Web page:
In this study, enzymatic hydrolysis and cationization with epoxypropyldodecyldimethylammonium chloride of wheat protein, an economic protein complex containing great amount of disulfide bonds, were conducted to improve properties such as solubility and disassociation behaviour for recovery of damaged hair when used in shampoo. The optimal conditions for enzymatic hydrolysis were pH 8.2, 55°C with Alcalase for 60 min. After the selected hydrolysis, the degree of hydrolysis, nitrogen solubility index, foaming capacity index, foam stability index,...

Data from: High-yielding corn response to applied phosphorus, potassium, and sulfur in Nebraska

C. S. Wortmann, A. R. Dobermann, R. B. Ferguson, G. W. Hergert, C. A. Shapiro, D. D. Tarkalson & D. T. Walters
Nutrient management recommendations may change as yield levels and efficiency of crop production increase. Recommendations for P, K, and S were evaluated using results from 34 irrigated corn (Zea mays L.) trials conducted in diverse situations across Nebraska. The mean yield was 14.7 Mg ha−1 with adequate fertilizer applied. The median harvest index values were 0.52, 0.89, 0.15, and 0.56 for biomass, P, K, and S, respectively. Median grain yields were 372, 49, and 613...

Data from: Genomic variation across two barn swallow hybrid zones reveals traits associated with divergence in sympatry and allopatry

Elizabeth S.C. Scordato, Matthew R. Wilkins, Georgy Semenov, Alexander S. Rubtsov, Nolan C. Kane, Rebecca J. Safran & Elizabeth S. C. Scordato
Hybrid zones are geographic regions where isolating barriers between divergent populations are challenged by admixture. Identifying factors that facilitate or inhibit hybridization in sympatry can illuminate the processes that maintain those reproductive barriers. We analyzed patterns of hybridization and phenotypic variation across two newly-discovered hybrid zones between three subspecies of barn swallow (Hirundo rustica). These subspecies differ in ventral coloration and wing length, traits that are targets of sexual and natural selection, respectively, and are...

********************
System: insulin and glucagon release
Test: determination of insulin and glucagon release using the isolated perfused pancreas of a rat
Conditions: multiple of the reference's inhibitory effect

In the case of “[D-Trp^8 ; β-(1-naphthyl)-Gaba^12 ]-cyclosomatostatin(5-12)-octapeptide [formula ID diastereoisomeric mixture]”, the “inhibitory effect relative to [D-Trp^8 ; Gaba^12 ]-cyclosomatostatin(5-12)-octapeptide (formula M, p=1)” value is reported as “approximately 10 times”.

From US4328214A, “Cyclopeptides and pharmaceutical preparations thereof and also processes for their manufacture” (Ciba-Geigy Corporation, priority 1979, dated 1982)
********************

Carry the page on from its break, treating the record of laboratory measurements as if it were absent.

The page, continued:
Data from: Modeled and measured ecosystem respiration in maize–soybean systems over 10 years

Ming Zhan, Adam J. Liska, Anthony L. Nguy-Robertson, Andrew E. Suyker, Matthew P. Pelton & Haishun Yang
Crop residue is an abundant resource for the potential production of biofuels, but a better understanding of its use on net carbon emissions must be developed to mitigate climate change. This analysis combines two established crop growth models (Hybrid-Maize and Soysim) with a simple soil and crop residue respiration model to estimate daily ecosystem respiration (ERe) from maize and soybean; ERe was estimated to be the sum of CO2 emissions from the oxidation of the...

Data from: Synchronized excitability in a network enables generation of internal neuronal sequences

Yingxue Wang, Zachary Roth & Eva Pastalkova
Hippocampal place field sequences are supported by sensory cues and network internal mechanisms. In contrast, sharp-wave (SPW) sequences, theta sequences, and episode field sequences are internally generated. The relationship of these sequences to memory is unclear. SPW sequences have been shown to support learning and have been assumed to also support episodic memory. Conversely, we demonstrate these SPW sequences were present in trained rats even after episodic memory was impaired and after other internal sequences...

Data from: Use of opportunistic sightings and expert knowledge to predict and compare Whooping Crane stopover habitat

Trevor J. Hefley, David M. Baasch, Andrew J. Tyre & Erin E. Blankenship